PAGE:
Friday, September 04, 2009

Standard-Examiner Editorial; The Powder Mountain Road is a (Big) Problem

As a major opinion leader in Weber County, the Standard-Examiner said something this morning that needed to be said
It may have been a big success for Powder Mountain, but it was a nightmare for commuters and residents on the Powder Mountain road. The congested road was dangerous both for drivers and nearby residents. It simply is not big enough to handle thousands of vehicles over a short period of time, particularly very large vehicles, which were in abundance last weekend.

OUR VIEW: Road to resort a problem
September 4, 2009

Good strong editorial in this morning's Standard-Examiner, referencing Sunday evening's rollover fatality on the Powder Mountain road, and urging the greedhead Powder Mountain developers to exercise basic decency and common sense:
OUR VIEW: Road to resort a problem
The residents of Ogden Valley have long been acutely aware of the inconvenience and outright danger the the Powder Mountain road presents. Sunday's rollover fatality is only the most recent deadly accident on that steep, narrow and winding road. The most recent previous rollover fatality occurred only in 2006; and that deadly accident still remains painfully fresh in the minds of local residents too.

Yes, the residents are well aware of the problem, as was the Ogden Valley Planning Commission in 2007, when that governmental body recommended a pared down Powder Mountain development plan, upon the conditional requirement that they construct a second, permanent all season road.

Of course conditional rezoning wasn't good enough for the Powder Mountain greedheads; and in the name of "private property rights," these developers thumbed their noses at Ogden Valley citizens and Weber County government regulators, and filed their ill-conceived petition for town incorporation.

At present, Powder Mountain is still pursuing its effort to perfect its township petition, to form a lackey company town government, and to ensure that government regulation will not impede its effort to add 10,000 new residential units to its planned mega-resort. This plan, of course, if brought to fruition, would increase the usage of the Powder Mountain road at least ten-fold.

Will the SE's appeal for an exercise in decency and common sense sway the Powder Mountain developers? Based on their track record, we have our serious doubts. But kudos to the Standard-Examiner for chiming in on this issue anyway. As a major opinion leader in Weber County, the Standard-Examiner said something this morning that needed to be said.

In our view, by the way, we believe the SE's sound argument against the staging of large off-season events also applies equally to Powder Mountain's planned year-round mega-development.

And what say our gentle readers about this?


history tells all said...

I'm surprised that the standard ex. didn't compare the road to the eco dev. here in Ogden city. that is to say they both are crashing and burning. If Lowell Peterson was still our county commissioner he would have had it paved in no time. Oh I forgot he did have it paved when he owned it back in the early 90's. so what has happened to it today. the commissioner did not get enough b and c road money from the legislature and let it go. or they didn't raise taxes enough on the residents in the valley. gee whiz, I guess that when government fails you, we usually change the government. any one agree with that?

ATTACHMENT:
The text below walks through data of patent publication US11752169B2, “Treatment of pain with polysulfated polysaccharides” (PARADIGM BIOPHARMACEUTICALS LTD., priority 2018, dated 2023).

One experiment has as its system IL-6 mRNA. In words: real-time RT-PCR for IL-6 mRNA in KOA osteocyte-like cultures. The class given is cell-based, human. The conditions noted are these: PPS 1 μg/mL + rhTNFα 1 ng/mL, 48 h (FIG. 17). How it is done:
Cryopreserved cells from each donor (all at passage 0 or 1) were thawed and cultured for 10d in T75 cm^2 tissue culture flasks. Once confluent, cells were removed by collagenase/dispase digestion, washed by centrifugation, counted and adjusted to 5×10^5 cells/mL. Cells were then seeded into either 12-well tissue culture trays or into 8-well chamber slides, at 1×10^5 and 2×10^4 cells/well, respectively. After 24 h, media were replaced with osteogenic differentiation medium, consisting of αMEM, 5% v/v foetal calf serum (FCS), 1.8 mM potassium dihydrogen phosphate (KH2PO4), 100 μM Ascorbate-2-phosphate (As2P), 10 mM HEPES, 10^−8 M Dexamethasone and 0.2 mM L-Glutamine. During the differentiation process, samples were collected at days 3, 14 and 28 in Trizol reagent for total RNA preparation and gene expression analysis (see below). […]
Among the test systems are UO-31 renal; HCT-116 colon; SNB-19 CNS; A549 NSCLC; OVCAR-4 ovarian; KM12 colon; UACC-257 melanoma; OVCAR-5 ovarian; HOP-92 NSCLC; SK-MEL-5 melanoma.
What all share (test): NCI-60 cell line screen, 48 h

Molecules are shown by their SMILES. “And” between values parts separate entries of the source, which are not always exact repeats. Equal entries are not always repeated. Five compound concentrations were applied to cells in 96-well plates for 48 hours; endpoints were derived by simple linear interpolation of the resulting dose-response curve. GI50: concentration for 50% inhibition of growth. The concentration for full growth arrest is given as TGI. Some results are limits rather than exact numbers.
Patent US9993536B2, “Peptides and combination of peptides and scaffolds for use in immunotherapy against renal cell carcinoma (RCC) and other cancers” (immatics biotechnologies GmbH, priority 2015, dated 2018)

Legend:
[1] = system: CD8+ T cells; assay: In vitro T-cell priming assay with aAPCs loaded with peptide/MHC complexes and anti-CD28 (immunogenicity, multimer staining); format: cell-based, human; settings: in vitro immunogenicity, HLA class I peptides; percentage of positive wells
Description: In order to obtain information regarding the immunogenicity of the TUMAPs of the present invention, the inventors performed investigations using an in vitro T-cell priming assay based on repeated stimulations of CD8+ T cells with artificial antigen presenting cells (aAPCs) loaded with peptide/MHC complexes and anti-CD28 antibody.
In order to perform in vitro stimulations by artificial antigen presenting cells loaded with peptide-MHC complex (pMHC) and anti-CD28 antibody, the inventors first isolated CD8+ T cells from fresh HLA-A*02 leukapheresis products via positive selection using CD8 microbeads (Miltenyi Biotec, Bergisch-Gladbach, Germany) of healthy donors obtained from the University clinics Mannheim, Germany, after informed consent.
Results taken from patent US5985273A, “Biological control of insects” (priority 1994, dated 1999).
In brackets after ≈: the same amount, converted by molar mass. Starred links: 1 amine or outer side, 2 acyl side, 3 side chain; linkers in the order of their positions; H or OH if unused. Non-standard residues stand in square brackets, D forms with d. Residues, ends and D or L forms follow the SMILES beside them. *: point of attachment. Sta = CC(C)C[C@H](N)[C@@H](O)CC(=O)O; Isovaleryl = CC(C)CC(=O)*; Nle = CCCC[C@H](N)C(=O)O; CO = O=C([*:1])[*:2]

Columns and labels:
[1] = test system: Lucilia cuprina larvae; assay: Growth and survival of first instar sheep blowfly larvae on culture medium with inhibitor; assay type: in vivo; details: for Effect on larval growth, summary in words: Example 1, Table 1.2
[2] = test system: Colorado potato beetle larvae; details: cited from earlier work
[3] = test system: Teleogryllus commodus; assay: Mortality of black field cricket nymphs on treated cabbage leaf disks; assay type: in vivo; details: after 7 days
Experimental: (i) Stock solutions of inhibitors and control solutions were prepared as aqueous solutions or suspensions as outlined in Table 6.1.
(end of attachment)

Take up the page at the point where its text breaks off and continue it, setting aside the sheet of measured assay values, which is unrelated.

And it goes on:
Find an Answer said...

It is time for common sense to prevail on the use of this road. On Pineview Reservoir, they limit the number of boats allowed for safety reasons on busy holiday weekends, why not limit the amount of vehicles allowed up the Powder Mountain road during large events? Any reasonable solution that could provide for the success for Powder Mountain events, and improve safety, would be in everyone's interest.

Biker Babe said...


Limit the number vehicles allowed up Powder Mtn Road during large events?

Would that include massive amounts of people living there, if PM has its way? If too many people have already gone home for the day, everyone else has to park at the bottom and wait until morning when someone leaves before they can go home.


just sayin


G'narg the Inscrutable said...

Ogden Valley is the home to one of the last stands of Truffula Trees.

Don't let Onceler get his way. Save the valley.

Milt said...

There are other unresolved health & safety problems, Rudy. How will the Powder Mountain developers dispose of the sewage from an additional 10,000 residential units (?), for instance.

JoJo said...


They will just pipe it down the hill to Huntsville so the valley residents can use it for drinking water. What do they care, they will be in their chalets on the hill far above it all.

Cantugi said...

Each blog comment hits home about the many reasons not to have this massive increase in units (dwellings) on top of that mountain. If any have attended any of the many commission hearings, they will remember all of these same concerns have been brought forward many times. They have had zero impact on the would be developers to rethink the size and scope of the project or to build a second access road for safety reasons.

OgdenLover said...

Three real estate developers went on a hunting trip to Alaska. As the pilot dropped them off, he said "This plane can carry only one moose in addition to the four of us,so that's all you can bring back with you."

When the pilot returned a week later, there were the three developers with three moose. They overcame the pilot's protests, strapping one moose to each wing and one over the top of the plane. The plane barely took off, hovered over the lake and crashed into the water.

One developer said to another "well, that's 50' further than we got last year!"

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